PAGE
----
08-26-2008, 05:05 PM
in naval slang it's the 'head' -don't know why.

I think it's got something to do with the crap receptacle being put at the head of the ship so waves washing over the bow cleaned it.

Ziljon
08-26-2008, 05:15 PM
seat of ease

waylander
08-26-2008, 05:34 PM
Foricas

Leva
08-26-2008, 07:08 PM
For Spanish, I generally hear it called el bano (with the tilde, I also don't know how to do that) here, where most people speak Northern Mexican/Southwestern US spanglish. De donde es el bano?

(Slang's funny. What you learn in the text books and how it's actually spoken are SO different sometimes, and it's so regional. I was taught in school never to call 'milk' simply 'leche' or a bathroom a 'bano' because they were both very rude uses. But everyone here uses those words even in fairly polite company. On the flip side, calling eggs 'huevos' if you're not careful how you phrase it may get massive snickers.)

-- Leva

Bufty
08-26-2008, 07:09 PM
Or -I'm going to point Percy at the porcelain. :snoopy:

qwerty
08-26-2008, 07:28 PM
Crapper and the syphonic flush toilet

http://upload.wikimedia.org/wikipedia/en/thumb/0/0e/Crapper%27s_Valveless_Waste_Preventer.jpg/125px-Crapper%27s_Valveless_Waste_Preventer.jpg (http://en.wikipedia.org/wiki/Image:Crapper%27s_Valveless_Waste_Preventer.jpg) http://en.wikipedia.org/skins-1.5/common/images/magnify-clip.png (http://en.wikipedia.org/wiki/Image:Crapper%27s_Valveless_Waste_Preventer.jpg)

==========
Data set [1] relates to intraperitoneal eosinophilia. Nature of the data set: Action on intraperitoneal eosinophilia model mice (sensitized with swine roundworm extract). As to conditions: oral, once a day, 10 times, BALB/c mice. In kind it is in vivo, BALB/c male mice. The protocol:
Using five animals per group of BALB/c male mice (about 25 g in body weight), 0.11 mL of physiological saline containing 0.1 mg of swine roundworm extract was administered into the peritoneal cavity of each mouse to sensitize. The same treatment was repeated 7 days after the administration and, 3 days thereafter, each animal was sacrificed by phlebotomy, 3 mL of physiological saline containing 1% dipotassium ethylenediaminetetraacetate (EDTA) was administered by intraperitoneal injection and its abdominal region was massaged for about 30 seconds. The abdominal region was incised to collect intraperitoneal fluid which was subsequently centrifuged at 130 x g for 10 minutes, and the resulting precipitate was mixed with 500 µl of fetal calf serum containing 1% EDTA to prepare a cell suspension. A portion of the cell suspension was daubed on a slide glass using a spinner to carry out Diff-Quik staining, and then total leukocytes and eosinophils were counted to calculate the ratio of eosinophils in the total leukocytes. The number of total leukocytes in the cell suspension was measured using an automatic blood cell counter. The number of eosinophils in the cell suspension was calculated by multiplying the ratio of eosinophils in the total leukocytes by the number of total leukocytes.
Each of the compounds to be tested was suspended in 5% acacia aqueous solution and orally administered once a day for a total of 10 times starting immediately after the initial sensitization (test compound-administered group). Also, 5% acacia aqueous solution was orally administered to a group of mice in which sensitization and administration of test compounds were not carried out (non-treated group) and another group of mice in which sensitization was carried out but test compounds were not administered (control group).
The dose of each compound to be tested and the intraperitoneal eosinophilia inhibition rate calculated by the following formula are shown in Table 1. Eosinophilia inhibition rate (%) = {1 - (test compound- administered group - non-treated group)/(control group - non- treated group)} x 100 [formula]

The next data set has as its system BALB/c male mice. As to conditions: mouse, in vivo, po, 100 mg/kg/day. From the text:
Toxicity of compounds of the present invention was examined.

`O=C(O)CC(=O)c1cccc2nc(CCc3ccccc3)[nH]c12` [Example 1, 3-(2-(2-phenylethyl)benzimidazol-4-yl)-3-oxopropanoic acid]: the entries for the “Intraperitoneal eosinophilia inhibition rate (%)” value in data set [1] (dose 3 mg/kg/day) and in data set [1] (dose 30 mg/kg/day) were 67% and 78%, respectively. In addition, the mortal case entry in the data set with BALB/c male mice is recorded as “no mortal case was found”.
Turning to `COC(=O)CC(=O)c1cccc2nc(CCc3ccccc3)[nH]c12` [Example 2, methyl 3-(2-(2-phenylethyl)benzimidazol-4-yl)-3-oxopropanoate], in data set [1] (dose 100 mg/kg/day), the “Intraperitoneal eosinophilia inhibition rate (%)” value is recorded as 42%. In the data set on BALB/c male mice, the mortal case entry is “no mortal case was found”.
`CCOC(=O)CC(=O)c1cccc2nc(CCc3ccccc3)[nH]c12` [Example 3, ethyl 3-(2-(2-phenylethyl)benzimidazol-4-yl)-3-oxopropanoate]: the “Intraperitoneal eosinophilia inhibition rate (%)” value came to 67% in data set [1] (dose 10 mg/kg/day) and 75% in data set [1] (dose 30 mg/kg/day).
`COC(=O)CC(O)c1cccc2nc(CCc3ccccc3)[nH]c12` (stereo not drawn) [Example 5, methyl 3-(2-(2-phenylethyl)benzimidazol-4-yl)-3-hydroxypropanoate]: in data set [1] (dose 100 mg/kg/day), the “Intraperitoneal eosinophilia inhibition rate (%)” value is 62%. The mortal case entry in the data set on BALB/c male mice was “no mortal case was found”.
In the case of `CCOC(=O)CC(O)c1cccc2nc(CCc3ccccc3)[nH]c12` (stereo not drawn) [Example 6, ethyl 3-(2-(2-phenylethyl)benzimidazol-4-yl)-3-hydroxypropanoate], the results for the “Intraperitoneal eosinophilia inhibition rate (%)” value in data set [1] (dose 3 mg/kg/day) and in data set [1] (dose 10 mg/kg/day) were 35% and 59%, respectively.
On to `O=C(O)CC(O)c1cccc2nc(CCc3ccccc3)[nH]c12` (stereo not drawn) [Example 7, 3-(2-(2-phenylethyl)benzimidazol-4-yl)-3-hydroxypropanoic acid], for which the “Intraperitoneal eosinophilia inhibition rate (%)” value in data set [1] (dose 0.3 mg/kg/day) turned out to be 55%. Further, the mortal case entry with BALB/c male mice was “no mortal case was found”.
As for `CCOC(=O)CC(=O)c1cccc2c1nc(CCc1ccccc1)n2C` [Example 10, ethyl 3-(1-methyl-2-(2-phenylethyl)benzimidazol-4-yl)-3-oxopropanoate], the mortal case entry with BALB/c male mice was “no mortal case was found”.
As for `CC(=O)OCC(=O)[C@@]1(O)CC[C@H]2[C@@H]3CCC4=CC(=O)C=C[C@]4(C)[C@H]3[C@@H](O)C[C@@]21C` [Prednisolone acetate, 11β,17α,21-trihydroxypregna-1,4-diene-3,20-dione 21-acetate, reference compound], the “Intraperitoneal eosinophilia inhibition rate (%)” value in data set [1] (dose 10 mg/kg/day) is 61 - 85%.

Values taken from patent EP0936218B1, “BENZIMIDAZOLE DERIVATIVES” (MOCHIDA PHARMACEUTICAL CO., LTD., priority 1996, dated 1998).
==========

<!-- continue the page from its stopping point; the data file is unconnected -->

Crapper's Valveless Waste Preventer


Thomas Crapper held nine patents, three of them for water closet improvements such as the floating ballcock (http://en.wikipedia.org/wiki/Ballcock),

ideagirl
08-28-2008, 03:01 AM
In French, it's 'la toilette' - pronounced 'lah twah-lett)

No, when they use the word "toilettes" to refer to bathrooms, they use the plural (aller aux toilettes). But they usually don't use that word; they just say WC, which they pronounce vay-say. It's masculine--le WC.

Terry L. Sanders
09-02-2008, 03:31 AM
I think it's got something to do with the crap receptacle being put at the head of the ship so waves washing over the bow cleaned it.

What I heard was, you went up to the bow because the framing near the figurehead was the only place on the ship you could hang out over the water. So you weren't going to, um, leave something on the hull (which might make the captain unhappy with you).

By the same token, if you were just gonna pee, you'd go to the downwind side of the ship, for obvious reasons. The downwind side was called the "leeward" side--pronounced "looward." Thus explaining another slang term for the place...

aruna
09-02-2008, 08:22 AM
German:
das Klo, die Toilette, das WC

Deb Kinnard
09-03-2008, 08:53 PM
In Welsh it's "toileddau" with the dd pronounced as a soft th as in "thought". Saw it all over Wales, except when badly needed.